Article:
In the recent case of Skinner et al v Asciano Services Pty Ltd T/A Pacific National Bulk [2017] FWCFB 574 the Full Bench found that an employer breached its obligation to explore redeployment options under s.389(2) of the Fair Work Act 2009 after making 7 of its employees redundant without properly considering job swaps and voluntary redundancies with other employees.  These 7 employees who had previously had their unfair dismissal applications dismissed, consequently had their applications remitted for re-hearing.

Under s.389(2) of the Fair Work Act 2009 (the Act), a dismissal will not be considered a case of genuine redundancy if it would have been reasonable for an employer to have redeployed a person within the employer’s enterprise or the enterprise of an associated entity of the employer.  If a dismissal is not considered genuine an employee may then have the right to bring an unfair dismissal claim.

In this case the Full Bench stated that a number of relevant factors needed to be considered for the purposes of s.389(2) of the Act, but that these factors would vary significantly from case to case.  The Full Bench stated that these factors could include the required qualifications for the position, the skills, qualifications and experience of the employee, the location of the position and the level of remuneration. The Full Bench also re-stated the well established principle that it is not necessary for an employer to dismiss other employees or offer voluntary redundancies in order to create a vacant position to which a person whose role is being made redundant could transfer.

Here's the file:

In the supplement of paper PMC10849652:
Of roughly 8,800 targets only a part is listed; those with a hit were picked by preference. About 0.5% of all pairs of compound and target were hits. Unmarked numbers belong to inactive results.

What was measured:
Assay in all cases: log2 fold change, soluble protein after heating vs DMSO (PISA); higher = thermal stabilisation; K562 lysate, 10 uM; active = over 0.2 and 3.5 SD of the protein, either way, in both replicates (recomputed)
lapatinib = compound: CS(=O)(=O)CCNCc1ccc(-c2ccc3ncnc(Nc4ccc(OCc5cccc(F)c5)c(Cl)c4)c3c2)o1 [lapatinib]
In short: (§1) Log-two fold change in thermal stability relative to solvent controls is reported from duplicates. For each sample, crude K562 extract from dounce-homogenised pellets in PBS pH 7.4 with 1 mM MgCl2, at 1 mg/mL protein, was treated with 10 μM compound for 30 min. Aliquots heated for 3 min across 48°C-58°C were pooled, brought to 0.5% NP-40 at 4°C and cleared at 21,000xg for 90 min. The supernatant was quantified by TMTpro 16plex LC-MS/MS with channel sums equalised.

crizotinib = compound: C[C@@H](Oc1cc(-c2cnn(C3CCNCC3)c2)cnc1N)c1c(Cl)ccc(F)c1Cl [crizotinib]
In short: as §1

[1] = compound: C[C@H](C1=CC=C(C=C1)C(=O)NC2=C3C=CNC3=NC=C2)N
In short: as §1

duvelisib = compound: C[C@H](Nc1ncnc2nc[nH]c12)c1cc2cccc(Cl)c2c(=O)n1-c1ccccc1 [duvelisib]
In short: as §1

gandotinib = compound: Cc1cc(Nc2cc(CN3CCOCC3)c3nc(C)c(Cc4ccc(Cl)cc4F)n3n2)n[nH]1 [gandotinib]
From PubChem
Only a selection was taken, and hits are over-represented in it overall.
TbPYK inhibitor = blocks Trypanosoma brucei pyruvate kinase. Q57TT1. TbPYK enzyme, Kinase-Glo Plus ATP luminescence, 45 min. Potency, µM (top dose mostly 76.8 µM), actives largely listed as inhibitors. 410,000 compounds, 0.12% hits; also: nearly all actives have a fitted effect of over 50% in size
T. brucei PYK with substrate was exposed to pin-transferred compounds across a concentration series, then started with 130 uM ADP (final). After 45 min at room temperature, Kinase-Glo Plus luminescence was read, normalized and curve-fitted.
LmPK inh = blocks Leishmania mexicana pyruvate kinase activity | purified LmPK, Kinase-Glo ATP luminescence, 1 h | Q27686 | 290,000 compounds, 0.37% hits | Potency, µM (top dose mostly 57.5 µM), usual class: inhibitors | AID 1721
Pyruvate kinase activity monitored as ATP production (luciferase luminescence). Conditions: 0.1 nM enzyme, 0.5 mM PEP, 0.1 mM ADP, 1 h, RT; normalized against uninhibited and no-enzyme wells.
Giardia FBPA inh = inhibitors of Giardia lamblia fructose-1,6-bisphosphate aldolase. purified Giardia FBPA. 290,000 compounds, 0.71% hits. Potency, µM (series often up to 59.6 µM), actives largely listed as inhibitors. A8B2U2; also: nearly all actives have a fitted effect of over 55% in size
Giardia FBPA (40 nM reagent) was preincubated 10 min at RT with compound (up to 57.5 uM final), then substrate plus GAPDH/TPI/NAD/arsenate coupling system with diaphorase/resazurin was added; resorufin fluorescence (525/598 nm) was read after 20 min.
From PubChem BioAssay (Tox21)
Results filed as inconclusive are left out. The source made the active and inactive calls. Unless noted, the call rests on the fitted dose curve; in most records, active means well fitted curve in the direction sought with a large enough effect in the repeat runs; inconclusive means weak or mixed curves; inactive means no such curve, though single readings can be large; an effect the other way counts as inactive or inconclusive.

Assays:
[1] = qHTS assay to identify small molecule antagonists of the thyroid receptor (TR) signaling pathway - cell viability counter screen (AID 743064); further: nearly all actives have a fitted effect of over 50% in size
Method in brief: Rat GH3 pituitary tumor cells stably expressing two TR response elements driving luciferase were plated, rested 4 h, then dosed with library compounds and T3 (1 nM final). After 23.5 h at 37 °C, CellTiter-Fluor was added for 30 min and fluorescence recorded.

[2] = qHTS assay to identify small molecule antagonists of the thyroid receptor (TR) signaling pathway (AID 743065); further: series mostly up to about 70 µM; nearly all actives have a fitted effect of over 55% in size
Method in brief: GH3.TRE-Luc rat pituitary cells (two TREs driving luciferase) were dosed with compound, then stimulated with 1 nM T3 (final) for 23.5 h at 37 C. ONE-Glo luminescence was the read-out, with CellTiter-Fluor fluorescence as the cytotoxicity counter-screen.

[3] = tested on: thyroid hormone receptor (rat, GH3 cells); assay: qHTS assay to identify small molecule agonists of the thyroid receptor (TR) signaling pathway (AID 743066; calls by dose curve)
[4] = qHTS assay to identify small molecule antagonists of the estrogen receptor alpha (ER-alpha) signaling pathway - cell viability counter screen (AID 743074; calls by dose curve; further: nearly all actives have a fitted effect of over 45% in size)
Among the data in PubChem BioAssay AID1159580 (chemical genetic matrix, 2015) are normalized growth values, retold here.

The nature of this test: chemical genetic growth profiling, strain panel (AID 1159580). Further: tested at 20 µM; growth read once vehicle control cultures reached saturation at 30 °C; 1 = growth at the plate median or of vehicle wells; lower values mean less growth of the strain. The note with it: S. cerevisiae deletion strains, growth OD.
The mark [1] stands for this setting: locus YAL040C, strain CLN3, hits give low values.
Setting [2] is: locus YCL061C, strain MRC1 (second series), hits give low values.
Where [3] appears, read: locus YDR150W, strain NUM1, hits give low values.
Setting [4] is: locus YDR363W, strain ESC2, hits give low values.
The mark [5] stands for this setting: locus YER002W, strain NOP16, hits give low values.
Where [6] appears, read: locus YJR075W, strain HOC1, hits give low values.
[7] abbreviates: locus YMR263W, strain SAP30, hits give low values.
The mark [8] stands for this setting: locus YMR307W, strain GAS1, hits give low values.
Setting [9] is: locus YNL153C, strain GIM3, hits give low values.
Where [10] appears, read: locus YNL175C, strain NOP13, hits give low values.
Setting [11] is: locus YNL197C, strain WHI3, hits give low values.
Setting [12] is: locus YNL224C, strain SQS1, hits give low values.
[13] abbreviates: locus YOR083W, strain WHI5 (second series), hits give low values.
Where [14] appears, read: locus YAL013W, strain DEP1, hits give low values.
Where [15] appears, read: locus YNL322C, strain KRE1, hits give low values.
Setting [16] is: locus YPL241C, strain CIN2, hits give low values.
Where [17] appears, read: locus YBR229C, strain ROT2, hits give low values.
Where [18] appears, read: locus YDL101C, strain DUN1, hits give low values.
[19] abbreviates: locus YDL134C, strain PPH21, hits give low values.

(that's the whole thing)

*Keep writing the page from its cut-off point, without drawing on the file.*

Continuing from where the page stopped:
In relation to whether job swapping is a requirement for s.389(2) of the Act, the Full Bench found that there is no general obligation for an employer to implement or facilitate a process whereby employees whose positions are redundant can swap with other employees who wish to volunteer for redundancy.  Furthermore, an employer who does not implement this process will not automatically be found to have failed the requirements in s.389(2) of the Act. However, the Full Bench said that the redeployment obligation in s.389(2) is expressed in the context of “reasonable in all of the circumstances”, and that whether job swaps are reasonable, will depend on the facts in the particular case.

In this case the Full Bench found that the possibility of job swaps should have been considered by the employer because: the employer was a large business with many employees who undertook the same role as those being made redundant; there was a significant number of employees performing the same role (train driving) which meant that a swap would not place onerous training requirements on the employer; there were job swaps available to depots located reasonably close by which would not have resulted in significant transfer costs for the employer; the employer had previously allowed job swaps in similar circumstances; and, during the consultation process with the employees, the employer had raised job swaps as a possible option for mitigating the effects of the redundancies on the 7 employees.

In these circumstances, the Full Bench found that the employer’s failure consider job swaps in the context of the redundancies of the 7 employees resulted in the employer failing to comply with its obligations under s.389(2) of the Act.  Consequently, the redundancy of the 7 employees was not a case of genuine redundancy.

For employers looking to discharge their obligations under s.389(2) of the Act it is important to genuinely and reasonably consider redeployment options in relation to their particular business and circumstances.  As identified by this case, this could include job swaps and voluntary redundancies, but it could also include a number of other options.  Furthermore, a prudent employer should inform affected employees of a range of different and available positions and should not simply assume that positions of lower status or remuneration will not be of interest to affected employees.

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